There’s just not enough time to pay attention to enough things that need it. When resources are limited, it’s tough to advance your security program. It’s a big frustration for most security practitioners.
This is where a little known tool called a micro-assessment can come to the rescue. A micro-assessment is a narrowly-focused, short assessment that provides support for decision-making and planning.
The purpose of a micro-assessment is to quickly and easily find out enough to make a decision, set a direction or objective, or to perform preliminary or high-level planning.
In any given period of time, usually more things require attention than get attention.
A micro-assessment is a feasible way of quickly giving more things more attention, including getting data you need to make the business case for specific security improvements.
Although many managers and security practitioners often perform micro-assessments mentally, without realizing that’s what they’re doing, there are many reasons for defining the process and giving it a name.
Five Reasons Why Micro-Assessments Are Valuable:
• Most security programs are not documented well enough. It is common to find that documentation for many portions of a security program are out of date or even non-existent. When resources are scarce and “something has to give somewhere,” often documentation efforts are curtailed or suspended. Additionally, visibility into the organization’s risk profile lessens as documentation ages. Micro-assessments are a good way to prioritize documentation improvements.
• Business changes can take the business out of alignment with existing security controls. This can be true for both physical and electronic critical assets. Micro-assessments are a good way to perform a gap analysis.
• Downsizing and budget cutbacks, as well as business expansions, increase risks. Yet related assessments are commonly not included in business planning. Micro-assessments can be a quick remedy.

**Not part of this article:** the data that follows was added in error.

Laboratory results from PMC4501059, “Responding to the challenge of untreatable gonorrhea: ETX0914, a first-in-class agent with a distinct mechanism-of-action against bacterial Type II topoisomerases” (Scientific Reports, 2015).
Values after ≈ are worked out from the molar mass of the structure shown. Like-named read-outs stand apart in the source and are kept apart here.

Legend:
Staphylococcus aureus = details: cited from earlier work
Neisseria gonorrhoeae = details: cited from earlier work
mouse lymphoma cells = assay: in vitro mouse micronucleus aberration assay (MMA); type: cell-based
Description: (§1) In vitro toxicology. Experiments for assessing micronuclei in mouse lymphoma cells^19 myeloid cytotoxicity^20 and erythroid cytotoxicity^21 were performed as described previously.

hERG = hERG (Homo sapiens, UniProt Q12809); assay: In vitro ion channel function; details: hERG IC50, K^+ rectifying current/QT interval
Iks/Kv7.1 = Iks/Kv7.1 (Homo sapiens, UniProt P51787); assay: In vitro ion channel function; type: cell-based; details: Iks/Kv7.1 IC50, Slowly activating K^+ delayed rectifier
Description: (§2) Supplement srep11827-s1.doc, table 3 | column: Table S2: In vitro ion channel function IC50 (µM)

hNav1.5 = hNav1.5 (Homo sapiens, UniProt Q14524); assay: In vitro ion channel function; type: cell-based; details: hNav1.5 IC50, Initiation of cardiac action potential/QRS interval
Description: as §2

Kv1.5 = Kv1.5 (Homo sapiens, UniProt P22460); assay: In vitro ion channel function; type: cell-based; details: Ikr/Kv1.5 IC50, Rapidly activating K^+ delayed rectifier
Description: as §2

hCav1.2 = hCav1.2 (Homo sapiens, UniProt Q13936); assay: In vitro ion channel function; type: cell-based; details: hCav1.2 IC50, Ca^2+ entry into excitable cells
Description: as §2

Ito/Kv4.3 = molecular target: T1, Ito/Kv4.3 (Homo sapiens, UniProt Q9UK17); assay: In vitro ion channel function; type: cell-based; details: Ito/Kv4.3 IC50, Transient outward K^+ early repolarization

• Delegation is more effective when a specific task framework is provided. A micro-assessment provides a framework for delegating critical business research.
• It's easier to enlist participation from other business managers for a named process. The simple formality of having a name for an important business exercise lends credibility to the activity and validates the call for collaboration.
What Really Needs Attention?
That’s the $64,000 question! Just finding out what needs attention can be a challenge. Here are just a few of the many areas where a micro-assessment can determine what needs attention next:
• Business alignment gaps: Check the alignment of security objectives and planning with corporate strategic planning.
• Business unit concerns: Quickly determine what security concerns are most important to middle managers and prioritize them.
• Employee concerns: This is usually a variety of items that could include, for example, a supervisor’s concern about tailgating into a sensitive area, a night-shift employee’s desire to see more active security patrolling, or the appearance of “shady characters” loitering in the parking structure.
• Security program documentation: Determine for each portion of your security program whether documentation is current, needs updating, or is actually non-existent.
• Security camera business value: Provide a video tour in the command center (or bring a laptop) to find out what business managers think about the business value of security cameras coverage in the areas they manage.
• Business insight: What are the most critical business processes of each business unit, and how are they vulnerable? How do other business units track performance and report it to management? What are the best-run business units and why do senior managers consider them so?
Following up on Security Metrics